The Beauty Bar: Vitamin A's Sun-Saving Power

By Lindsey Galloway

New research shows it might be time to toss a bottle of vitamin A into your beach bag along with the sunscreen. In a recent study, patients taking 50,000 IU of vitamin A a day for a year saw an 80 percent improvement in previously sun-damaged skin. Some scientists believe this occurred because UVA and UVB light attacks the vitamin A naturally present on the skin’s surface. Many studies on vitamin A suggest that when taken in high enough amounts, it can prevent and even reverse skin cancer.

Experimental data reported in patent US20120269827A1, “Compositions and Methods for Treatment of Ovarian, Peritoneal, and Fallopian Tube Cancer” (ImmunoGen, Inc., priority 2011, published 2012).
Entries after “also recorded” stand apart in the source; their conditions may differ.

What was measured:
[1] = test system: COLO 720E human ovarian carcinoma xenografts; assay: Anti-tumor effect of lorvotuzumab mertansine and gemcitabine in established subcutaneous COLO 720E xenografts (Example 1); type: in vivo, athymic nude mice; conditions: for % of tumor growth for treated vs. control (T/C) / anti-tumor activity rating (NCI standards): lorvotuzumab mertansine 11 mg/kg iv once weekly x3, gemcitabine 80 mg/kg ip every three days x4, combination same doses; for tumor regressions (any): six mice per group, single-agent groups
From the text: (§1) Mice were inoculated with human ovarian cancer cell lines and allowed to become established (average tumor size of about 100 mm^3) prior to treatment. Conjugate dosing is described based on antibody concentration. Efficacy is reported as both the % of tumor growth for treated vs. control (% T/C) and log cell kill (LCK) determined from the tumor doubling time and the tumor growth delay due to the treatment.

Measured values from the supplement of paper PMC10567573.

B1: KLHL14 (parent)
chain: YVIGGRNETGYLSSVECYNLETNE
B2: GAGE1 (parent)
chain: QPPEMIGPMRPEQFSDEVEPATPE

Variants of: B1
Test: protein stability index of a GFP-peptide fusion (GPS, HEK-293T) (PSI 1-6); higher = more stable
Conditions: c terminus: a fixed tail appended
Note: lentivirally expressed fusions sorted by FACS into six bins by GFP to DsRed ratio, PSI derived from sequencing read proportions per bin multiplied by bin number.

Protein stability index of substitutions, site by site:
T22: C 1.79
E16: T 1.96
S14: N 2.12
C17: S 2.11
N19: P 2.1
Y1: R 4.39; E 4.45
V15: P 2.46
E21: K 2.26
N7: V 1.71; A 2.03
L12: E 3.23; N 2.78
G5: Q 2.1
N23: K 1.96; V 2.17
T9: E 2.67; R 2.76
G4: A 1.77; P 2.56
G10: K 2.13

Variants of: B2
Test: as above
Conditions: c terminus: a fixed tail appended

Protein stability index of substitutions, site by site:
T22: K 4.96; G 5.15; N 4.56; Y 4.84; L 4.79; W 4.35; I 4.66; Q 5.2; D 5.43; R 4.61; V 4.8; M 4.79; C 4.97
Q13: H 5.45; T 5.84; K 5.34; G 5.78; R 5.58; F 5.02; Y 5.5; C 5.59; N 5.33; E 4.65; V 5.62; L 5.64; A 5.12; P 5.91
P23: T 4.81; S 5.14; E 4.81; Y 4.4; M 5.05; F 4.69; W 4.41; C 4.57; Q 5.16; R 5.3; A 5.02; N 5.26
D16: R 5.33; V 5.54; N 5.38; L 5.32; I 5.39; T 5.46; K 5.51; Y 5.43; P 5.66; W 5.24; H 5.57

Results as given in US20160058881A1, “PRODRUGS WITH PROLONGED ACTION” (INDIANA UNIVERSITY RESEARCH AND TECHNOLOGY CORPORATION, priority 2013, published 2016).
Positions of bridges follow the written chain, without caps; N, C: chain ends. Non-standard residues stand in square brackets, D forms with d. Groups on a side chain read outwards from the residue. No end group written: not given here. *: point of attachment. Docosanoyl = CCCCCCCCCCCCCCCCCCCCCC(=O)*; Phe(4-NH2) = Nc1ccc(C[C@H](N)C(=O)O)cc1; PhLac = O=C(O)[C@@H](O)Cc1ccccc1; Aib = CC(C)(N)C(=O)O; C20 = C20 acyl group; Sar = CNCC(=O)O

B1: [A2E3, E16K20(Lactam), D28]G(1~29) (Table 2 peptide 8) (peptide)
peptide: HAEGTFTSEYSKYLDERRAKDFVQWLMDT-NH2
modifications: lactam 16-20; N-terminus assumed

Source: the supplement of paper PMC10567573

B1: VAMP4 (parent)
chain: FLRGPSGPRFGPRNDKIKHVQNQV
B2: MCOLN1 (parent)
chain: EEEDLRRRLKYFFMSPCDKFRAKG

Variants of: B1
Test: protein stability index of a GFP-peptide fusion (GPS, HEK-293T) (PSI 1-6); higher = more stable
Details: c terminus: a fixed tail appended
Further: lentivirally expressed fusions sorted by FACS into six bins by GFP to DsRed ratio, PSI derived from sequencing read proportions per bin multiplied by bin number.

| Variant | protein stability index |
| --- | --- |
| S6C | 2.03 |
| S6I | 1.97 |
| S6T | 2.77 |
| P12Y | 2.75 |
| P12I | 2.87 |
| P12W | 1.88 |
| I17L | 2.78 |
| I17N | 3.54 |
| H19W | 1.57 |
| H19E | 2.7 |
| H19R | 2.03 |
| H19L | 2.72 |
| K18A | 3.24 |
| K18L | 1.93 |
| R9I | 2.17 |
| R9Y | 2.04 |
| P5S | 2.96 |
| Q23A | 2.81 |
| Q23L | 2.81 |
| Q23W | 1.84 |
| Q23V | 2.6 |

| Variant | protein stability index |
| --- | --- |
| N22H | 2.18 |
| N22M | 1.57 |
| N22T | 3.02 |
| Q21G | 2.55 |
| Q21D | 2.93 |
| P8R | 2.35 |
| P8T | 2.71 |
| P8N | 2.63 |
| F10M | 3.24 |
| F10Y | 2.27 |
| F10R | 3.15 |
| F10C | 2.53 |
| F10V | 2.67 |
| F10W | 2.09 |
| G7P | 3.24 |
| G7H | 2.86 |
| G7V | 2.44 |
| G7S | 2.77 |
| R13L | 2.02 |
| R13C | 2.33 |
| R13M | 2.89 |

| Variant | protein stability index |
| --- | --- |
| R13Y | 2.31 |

Dose: Up to 10,000 IU daily in supplement form. Vitamin A is present in foods in much smaller amounts (half a cantaloupe contains about 1,500 IU of usable vitamin A).

Precautions: The high doses used in the study didn’t appear to have negative effects on patients’ health, but taking much more than 10,000 IU daily could cause nausea, headache, and joint pain. Also, be sure to look for vitamin A in beta-carotene form; steer clear of A palmitate, which may cause cancer.